With Christmas almost here, we thought we would take a look at some Christmas traditions and how and where they started. We hope this interesting tidbits will give you something to discuss as this holiday season draws to a close.
Hopefully, you have a Christmas Tree up in your home or studio. Have you ever wondered how this tradition started?
Decorated trees date back to Germany in the Middle Ages, with German and other European settlers popularizing Christmas trees in America by the early 19th century. A New York woodsman named Mark Carr is credited with opening the first U.S. Christmas tree lot in 1851.
A more modern tradition is the Elf on a shelf. Love it or loathe it, since 2005, moms and dads have been hiding a toy elf each night from Thanksgiving to Christmas. More than 13 million elves have been “adopted” since 2005 when Carol Aebersold and her daughter, Chanda Bell, published their book Elf on the Shelf: A Christmas Tradition.
For a lot of people, the holiday season includes a date at the ballet with the Nut Cracker or watching a Charlie Brown Christmas but when did they first appear?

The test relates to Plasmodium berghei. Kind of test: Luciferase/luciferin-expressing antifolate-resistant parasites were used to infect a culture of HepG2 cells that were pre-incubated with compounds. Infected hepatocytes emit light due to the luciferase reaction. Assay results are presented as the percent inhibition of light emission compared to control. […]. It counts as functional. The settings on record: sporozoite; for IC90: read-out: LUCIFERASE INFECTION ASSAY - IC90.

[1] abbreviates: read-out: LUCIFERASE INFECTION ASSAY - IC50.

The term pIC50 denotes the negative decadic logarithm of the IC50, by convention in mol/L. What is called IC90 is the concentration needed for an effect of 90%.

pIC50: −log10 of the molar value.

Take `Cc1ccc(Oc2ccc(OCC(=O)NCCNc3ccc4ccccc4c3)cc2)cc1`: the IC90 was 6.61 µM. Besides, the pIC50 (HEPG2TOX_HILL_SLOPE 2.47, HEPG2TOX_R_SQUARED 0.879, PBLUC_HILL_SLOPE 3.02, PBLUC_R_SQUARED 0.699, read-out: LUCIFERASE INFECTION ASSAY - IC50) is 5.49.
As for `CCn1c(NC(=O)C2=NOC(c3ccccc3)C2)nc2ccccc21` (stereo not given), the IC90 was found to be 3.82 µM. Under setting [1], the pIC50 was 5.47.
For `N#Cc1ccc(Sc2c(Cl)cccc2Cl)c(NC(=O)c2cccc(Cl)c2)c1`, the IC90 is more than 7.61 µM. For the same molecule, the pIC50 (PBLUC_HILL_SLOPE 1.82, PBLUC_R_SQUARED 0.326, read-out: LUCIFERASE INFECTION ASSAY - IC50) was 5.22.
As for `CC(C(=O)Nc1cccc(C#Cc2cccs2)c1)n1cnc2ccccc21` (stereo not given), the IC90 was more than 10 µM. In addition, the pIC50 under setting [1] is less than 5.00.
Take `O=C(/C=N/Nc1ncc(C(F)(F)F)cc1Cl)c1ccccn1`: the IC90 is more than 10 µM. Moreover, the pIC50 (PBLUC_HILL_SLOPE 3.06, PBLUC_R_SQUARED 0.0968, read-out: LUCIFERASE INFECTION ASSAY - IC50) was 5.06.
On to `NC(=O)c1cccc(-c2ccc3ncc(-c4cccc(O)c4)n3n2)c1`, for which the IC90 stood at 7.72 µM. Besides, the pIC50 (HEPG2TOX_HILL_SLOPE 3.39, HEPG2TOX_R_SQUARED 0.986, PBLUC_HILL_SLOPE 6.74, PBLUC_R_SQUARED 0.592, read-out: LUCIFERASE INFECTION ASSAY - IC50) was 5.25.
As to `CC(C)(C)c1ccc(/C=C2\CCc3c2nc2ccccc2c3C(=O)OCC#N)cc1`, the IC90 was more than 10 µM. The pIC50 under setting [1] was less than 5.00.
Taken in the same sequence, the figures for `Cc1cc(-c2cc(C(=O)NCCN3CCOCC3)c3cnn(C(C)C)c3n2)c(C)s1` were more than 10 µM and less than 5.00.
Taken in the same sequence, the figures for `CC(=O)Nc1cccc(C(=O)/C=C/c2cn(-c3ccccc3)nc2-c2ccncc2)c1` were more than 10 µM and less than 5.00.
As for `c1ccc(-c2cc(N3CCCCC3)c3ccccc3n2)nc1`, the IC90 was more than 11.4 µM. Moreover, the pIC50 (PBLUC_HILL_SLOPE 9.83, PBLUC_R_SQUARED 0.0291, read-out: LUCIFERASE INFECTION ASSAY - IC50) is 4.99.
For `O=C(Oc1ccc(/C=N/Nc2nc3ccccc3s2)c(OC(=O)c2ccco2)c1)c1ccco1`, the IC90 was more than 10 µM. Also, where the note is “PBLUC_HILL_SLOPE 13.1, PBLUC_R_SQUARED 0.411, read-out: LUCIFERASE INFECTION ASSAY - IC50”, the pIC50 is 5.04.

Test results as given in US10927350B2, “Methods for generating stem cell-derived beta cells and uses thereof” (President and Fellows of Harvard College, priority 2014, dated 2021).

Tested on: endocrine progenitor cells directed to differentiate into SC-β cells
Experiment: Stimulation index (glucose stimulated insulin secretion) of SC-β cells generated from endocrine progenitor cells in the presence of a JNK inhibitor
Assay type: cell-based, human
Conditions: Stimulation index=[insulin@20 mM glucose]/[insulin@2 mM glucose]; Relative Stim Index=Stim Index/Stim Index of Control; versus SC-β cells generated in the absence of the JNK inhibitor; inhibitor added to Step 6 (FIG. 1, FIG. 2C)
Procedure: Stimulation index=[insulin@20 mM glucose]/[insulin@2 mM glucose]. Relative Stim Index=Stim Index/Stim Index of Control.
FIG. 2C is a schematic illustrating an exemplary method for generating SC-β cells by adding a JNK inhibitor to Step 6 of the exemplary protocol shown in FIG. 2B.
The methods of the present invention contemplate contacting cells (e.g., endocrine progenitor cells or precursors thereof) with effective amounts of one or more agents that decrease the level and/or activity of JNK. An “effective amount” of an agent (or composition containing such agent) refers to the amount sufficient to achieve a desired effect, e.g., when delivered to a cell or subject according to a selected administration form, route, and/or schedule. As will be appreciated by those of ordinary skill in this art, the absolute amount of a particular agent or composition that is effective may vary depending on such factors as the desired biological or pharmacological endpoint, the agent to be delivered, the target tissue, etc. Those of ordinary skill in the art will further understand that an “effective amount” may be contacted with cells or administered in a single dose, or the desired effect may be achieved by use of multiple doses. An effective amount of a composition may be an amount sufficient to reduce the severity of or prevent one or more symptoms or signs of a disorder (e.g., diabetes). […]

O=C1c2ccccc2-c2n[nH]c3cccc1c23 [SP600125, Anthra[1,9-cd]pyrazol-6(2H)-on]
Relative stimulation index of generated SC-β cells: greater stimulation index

The Nutcracker, with music by Pyotr Ilyich Tchaikovsky and originally choreographed by Marius Petipa, premiered Dec. 18, 1892, in St. Petersburg, Russia. It was performed for the first time outside of Russia in 1934 in England, and made its way to the United States in 1944 when it was performed by the San Francisco Ballet.
Decades later, it may be hard to imagine that the beloved TV special, Charlie Brown’s Christmas, was first rejected by CBS executives. But when it finally aired on December 9, 1965, almost half of all U.S. TV sets were tuned to the broadcast.
Last up, we have every kid’s favorite, candy! And with the Christmas season, this means Candy Canes! But where did Candy Canes get their start?
Whether devoured as a treat or hung on the tree as decoration, candy canes are the No. 1-selling non-chocolate candy during December, and date back to 1670 Germany. The red and white peppermint sticks arrived stateside in 1847, when a German-Swedish immigrant in Wooster, Ohio placed them on a tree. By the 1950s, an automated candy cane-making machine was invented, cementing their mass appeal.
We hope that these fun tidbits are things that you can use with clients, friends or family. We hope that you have a great rest of the week as we lead up to Christmas!
-The Cirque Team
*Thanks and credit to the History Channel for the answers to our questions.